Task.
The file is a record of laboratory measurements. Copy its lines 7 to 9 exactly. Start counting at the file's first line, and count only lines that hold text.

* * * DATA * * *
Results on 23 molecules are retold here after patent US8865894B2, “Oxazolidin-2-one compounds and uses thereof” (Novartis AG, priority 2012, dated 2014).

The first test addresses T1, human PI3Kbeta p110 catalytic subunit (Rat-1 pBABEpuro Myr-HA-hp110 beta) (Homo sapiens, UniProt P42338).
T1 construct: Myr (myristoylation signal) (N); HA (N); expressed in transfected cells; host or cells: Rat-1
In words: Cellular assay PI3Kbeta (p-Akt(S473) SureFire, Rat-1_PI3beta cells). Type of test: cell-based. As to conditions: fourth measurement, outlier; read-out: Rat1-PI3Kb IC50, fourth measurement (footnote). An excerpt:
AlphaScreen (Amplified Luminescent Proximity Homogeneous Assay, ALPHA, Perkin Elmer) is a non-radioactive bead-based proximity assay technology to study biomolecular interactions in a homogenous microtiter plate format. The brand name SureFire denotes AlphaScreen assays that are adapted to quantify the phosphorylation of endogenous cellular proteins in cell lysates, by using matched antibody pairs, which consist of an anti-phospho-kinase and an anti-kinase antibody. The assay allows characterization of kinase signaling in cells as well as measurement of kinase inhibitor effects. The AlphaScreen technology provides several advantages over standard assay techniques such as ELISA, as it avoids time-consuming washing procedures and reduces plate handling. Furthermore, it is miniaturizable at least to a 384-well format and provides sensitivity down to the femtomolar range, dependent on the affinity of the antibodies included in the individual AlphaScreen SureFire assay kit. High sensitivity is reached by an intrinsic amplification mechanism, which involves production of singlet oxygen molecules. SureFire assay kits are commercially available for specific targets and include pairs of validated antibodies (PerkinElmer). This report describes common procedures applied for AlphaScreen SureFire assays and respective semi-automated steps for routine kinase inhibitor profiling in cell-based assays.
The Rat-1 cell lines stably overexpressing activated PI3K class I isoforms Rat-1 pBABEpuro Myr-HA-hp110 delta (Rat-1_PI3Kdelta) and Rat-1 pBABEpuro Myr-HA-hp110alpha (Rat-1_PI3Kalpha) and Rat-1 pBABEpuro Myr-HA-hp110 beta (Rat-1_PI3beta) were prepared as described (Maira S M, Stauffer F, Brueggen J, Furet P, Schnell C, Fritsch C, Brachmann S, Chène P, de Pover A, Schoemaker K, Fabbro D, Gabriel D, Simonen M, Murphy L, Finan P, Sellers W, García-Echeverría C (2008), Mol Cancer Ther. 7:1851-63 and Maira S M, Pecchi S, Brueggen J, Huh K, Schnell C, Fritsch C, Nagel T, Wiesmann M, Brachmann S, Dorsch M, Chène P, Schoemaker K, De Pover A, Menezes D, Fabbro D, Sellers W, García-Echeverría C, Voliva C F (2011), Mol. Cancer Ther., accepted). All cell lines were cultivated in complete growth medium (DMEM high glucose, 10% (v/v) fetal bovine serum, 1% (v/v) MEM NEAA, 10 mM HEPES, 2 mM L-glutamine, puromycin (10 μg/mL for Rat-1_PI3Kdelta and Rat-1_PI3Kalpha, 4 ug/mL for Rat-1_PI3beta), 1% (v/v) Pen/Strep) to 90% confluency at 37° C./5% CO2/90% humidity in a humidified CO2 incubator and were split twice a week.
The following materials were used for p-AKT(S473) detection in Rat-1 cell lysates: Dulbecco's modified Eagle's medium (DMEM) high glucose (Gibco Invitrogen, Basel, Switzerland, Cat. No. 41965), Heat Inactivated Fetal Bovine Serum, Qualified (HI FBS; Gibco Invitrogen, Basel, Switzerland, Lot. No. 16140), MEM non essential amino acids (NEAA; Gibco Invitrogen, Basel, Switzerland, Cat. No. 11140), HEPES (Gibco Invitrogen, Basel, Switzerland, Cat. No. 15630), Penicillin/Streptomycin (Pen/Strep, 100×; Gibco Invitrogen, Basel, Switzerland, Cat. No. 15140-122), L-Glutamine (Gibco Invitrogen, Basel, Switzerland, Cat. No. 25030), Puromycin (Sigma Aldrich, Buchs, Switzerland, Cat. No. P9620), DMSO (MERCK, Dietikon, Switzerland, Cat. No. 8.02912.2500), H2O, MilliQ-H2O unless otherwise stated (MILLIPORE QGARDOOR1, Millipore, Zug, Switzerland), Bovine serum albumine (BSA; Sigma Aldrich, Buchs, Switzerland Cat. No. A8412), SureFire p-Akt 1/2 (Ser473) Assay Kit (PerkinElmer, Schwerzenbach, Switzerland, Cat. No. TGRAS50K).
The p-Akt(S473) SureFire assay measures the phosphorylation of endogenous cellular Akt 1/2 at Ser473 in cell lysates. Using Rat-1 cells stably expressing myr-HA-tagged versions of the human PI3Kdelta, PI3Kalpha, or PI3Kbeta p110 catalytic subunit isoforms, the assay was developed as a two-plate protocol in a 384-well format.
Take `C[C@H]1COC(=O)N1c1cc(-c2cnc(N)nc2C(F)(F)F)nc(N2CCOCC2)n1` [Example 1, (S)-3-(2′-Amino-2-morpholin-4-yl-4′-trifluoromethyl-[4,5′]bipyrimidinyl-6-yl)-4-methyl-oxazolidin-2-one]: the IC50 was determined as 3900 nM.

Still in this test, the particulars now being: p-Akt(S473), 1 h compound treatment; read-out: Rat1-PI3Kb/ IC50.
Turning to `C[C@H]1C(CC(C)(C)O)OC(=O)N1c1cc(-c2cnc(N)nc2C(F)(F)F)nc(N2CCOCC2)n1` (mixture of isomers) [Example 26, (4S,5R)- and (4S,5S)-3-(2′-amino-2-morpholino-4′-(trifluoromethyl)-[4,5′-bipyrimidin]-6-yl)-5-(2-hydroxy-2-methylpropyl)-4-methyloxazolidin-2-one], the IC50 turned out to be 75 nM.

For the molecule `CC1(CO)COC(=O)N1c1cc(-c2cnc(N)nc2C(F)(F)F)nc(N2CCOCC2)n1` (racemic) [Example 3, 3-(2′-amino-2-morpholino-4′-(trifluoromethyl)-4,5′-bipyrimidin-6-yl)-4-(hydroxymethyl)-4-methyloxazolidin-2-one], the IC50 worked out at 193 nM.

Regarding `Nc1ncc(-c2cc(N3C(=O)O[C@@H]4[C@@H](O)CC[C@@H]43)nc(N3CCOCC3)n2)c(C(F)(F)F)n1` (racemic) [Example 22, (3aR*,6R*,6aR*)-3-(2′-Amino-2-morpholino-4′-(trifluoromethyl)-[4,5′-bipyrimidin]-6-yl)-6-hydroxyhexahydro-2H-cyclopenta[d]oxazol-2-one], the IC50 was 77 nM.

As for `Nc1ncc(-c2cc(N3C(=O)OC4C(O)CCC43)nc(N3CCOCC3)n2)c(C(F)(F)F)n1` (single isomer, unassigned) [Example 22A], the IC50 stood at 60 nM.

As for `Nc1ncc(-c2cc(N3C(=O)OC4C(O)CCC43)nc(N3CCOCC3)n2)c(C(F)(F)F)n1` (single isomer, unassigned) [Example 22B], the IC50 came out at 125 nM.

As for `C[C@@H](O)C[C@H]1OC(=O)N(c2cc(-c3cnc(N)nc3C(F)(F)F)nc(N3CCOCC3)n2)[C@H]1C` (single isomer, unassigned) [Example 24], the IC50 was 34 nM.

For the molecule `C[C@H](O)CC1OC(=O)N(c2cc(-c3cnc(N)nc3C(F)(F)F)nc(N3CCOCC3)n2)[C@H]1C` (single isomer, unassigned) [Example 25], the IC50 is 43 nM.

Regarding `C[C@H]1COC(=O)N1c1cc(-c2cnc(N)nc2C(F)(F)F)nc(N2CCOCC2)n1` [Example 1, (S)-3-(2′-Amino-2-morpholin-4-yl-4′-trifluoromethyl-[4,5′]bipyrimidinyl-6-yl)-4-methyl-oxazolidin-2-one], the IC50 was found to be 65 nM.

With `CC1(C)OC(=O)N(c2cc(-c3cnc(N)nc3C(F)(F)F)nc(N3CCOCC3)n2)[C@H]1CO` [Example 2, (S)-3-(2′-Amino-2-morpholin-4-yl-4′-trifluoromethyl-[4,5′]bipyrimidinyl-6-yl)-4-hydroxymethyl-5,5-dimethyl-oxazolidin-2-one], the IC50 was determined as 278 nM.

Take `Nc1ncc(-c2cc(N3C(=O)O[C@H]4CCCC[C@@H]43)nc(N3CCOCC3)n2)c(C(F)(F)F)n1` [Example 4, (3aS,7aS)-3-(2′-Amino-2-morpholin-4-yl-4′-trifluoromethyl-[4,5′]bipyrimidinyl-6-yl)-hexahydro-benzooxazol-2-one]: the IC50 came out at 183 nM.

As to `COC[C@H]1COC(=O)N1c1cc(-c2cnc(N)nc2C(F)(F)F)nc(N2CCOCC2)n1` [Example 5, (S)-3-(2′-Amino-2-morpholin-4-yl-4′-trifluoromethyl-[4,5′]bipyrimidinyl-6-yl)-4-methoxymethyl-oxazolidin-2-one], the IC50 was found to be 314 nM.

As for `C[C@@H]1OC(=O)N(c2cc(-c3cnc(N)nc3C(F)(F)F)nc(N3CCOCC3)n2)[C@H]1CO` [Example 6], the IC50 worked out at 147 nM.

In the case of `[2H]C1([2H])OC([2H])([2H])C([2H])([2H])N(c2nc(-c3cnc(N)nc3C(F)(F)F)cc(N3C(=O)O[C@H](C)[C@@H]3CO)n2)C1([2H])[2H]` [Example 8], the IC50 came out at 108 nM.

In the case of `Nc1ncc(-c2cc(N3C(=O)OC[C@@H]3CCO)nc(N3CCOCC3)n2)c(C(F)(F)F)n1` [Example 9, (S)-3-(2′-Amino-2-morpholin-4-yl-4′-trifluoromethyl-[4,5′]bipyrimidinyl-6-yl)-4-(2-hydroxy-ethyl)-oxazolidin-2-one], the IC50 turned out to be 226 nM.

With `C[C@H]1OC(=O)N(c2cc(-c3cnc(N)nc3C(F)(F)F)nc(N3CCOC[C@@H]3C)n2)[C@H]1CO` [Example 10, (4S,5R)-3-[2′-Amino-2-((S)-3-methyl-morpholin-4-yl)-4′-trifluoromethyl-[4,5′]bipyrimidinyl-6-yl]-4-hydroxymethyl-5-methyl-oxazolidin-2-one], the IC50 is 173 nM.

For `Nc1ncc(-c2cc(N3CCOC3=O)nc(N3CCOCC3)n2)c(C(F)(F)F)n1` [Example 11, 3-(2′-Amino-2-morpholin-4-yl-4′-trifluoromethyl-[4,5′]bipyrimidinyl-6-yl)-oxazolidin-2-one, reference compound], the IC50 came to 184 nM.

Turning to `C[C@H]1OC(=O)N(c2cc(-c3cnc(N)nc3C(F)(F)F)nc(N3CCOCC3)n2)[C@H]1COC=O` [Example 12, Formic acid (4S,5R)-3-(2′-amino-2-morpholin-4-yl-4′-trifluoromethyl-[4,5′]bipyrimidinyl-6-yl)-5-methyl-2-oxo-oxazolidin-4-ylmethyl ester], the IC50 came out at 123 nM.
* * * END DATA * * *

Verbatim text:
The following materials were used for p-AKT(S473) detection in Rat-1 cell lysates: Dulbecco's modified Eagle's medium (DMEM) high glucose (Gibco Invitrogen, Basel, Switzerland, Cat. No. 41965), Heat Inactivated Fetal Bovine Serum, Qualified (HI FBS; Gibco Invitrogen, Basel, Switzerland, Lot. No. 16140), MEM non essential amino acids (NEAA; Gibco Invitrogen, Basel, Switzerland, Cat. No. 11140), HEPES (Gibco Invitrogen, Basel, Switzerland, Cat. No. 15630), Penicillin/Streptomycin (Pen/Strep, 100×; Gibco Invitrogen, Basel, Switzerland, Cat. No. 15140-122), L-Glutamine (Gibco Invitrogen, Basel, Switzerland, Cat. No. 25030), Puromycin (Sigma Aldrich, Buchs, Switzerland, Cat. No. P9620), DMSO (MERCK, Dietikon, Switzerland, Cat. No. 8.02912.2500), H2O, MilliQ-H2O unless otherwise stated (MILLIPORE QGARDOOR1, Millipore, Zug, Switzerland), Bovine serum albumine (BSA; Sigma Aldrich, Buchs, Switzerland Cat. No. A8412), SureFire p-Akt 1/2 (Ser473) Assay Kit (PerkinElmer, Schwerzenbach, Switzerland, Cat. No. TGRAS50K).
The p-Akt(S473) SureFire assay measures the phosphorylation of endogenous cellular Akt 1/2 at Ser473 in cell lysates. Using Rat-1 cells stably expressing myr-HA-tagged versions of the human PI3Kdelta, PI3Kalpha, or PI3Kbeta p110 catalytic subunit isoforms, the assay was developed as a two-plate protocol in a 384-well format.
Take `C[C@H]1COC(=O)N1c1cc(-c2cnc(N)nc2C(F)(F)F)nc(N2CCOCC2)n1` [Example 1, (S)-3-(2′-Amino-2-morpholin-4-yl-4′-trifluoromethyl-[4,5′]bipyrimidinyl-6-yl)-4-methyl-oxazolidin-2-one]: the IC50 was determined as 3900 nM.